Managing Pages

To create or manage pages on your site, go to Pages > All Pages. From here you will see a list of all the pages for your site, whether they are published, pending review or in draft form. In this list you will see Page titles with dashes before them, e.g., — Managing Pages, this indicates that a page is a “child” of another page. This allows you to identify the hierarchy of your pages easily (see more about hierarchy in Page Attributes below).

Create a new Page

From the Pages tab in the dashboard, you can “Add New” to add a new page, or select “Add New” when on All Pages.

The first field you will see at the top of the Add New page is a text field for the Title of your page. Once you enter a title, you will see the Permalink (URL) for your page. The WordPress default is to use every word in the title, separated by hyphens. For example, the URL for this page is: You can edit the page-level portion of the URL if you would like to remove some of the words, especially words like “a,” “the,” or “and.”

The main text field below the Title field is where you will put the content for the main body area of the page. As you write or edit your new page, WordPress will autosave the page at intervals, but it is always a good idea to occasionally use the “Save Draft” button. If you are copying and pasting text from any outside source, we highly recommend using the “Paste from Word” button in the editing menu to ensure that no additional text formatting is copied into WordPress.pastefromword


shows where to select tagsAs you are structuring the content on your page, you may want to use subheads. Rather than styling your subheads by changing font size or adding bold or italics, it is better to use HTML text tags, which you can do without knowing HTML. You select the tag by selecting your text and then going to the drop-down menu that shows “Paragraph.” Once you click on the arrow, you will see a list of options for tags for your text. Your page title is automatically set as Heading 1 and should remain the only Heading 1 text. Your subheads in the content can be marked as Heading 2, and each level of subhead can be labelled by heading number.

For example, “Subheads” above is a Heading 2 and this is a Heading 3:

Subhead marked as Heading 3

The benefits of using text tags vs. styling the text with individual characteristics such as font size and bold are multi-fold and benefit the content creator and the content reader.

  • The theme has specific style settings for each text tag, using the text tag keeps your subheads consistently styled
  • If the theme is updated to change a text tag, for example, Heading 2 is given a different color, then all text that has been marked as Heading 2 will automatically update to match the new style.
  • Your document will have machine-readable structure, meaning that computer programs will recognize which content is body and which is headings and what is the hierarchical structure of the document.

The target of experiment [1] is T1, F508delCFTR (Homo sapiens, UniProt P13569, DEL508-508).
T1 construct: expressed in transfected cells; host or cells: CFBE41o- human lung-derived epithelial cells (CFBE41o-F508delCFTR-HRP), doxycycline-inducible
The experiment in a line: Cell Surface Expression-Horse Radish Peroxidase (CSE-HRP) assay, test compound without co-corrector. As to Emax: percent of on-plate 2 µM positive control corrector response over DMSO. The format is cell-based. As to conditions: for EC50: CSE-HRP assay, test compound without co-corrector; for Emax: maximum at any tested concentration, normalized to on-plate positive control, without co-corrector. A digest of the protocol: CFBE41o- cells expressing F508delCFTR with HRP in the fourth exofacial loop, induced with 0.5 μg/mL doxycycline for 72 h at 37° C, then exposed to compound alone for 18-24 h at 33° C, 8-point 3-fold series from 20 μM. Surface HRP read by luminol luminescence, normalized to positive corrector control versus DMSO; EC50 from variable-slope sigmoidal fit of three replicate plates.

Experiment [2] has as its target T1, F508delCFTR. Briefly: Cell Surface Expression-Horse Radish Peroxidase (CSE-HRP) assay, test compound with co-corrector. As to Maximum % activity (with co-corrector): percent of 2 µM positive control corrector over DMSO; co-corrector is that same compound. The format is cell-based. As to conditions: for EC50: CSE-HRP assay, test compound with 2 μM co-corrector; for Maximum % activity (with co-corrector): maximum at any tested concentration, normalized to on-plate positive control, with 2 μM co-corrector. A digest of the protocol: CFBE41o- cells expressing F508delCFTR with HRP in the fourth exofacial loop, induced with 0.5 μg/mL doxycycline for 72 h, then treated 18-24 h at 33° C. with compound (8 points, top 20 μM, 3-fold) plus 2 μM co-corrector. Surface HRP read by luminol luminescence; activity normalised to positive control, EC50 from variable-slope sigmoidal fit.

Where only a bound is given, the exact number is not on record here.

Add images

To add images into your content, click the “Add Media” button. You can either select an image file to upload or drag/drop the image into the library.

Once your image is uploaded, you will see the attachment or image details in the right-hand side of the screen. It is very important to add Alt Text for SEO and accessibility. This information should describe the image in order to tell users with screen readers the subject of the image.

Click the “Insert into page” button to add the image.

Page Attributes

Pages have a hierarchical relationship to each other where top tier pages of navigation are called “parents,” and sub-pages that fall under the top tier pages are called “children.” You can assign a “Parent” to a page under the Page Attributes drop-down menu. If the page is a top tier page, do not assign a parent.

Under Pages > All Pages on the dashboard you will see the page hierarchy. Child pages will appear below their parent page and with a hyphen in front of the page title. As pages become more nested, more hyphens appear in front of the title.

Publish Status

In the Publish box, you will see Status: Draft as the default status of your page. You can work on your page and save it in draft form until you are ready to publish. If you are an author without publish capabilities, you will only be able to save your page for review. If you have publish capabilities you can publish the page at any time.


“Draft” and “Pending Review” status on a page means the public cannot see it. Once a page is published, it is viewable by anyone unless you change Visibility. “Password protected” allows you to specify a password that’s required for anyone to view the page. “Private” pages can only be viewed by (1) the author of the page, (2) a site editor, (3) a site admin.


WordPress keeps copies of each revision to your page for you to browse, compare and revert to as needed.

Publish date and time

By default, pages / posts go live when you click “Publish.” You can “Edit” the date and time when a page is to become available on your site.

When you click “Edit,” the “Publish” button changes to “Schedule” to reflect the fact that you’re not actually publishing the content, but rather, you are scheduling it to be auto-published later. You can pick any date to publish your page. If you set it to a future date, it won’t appear to the public until that date.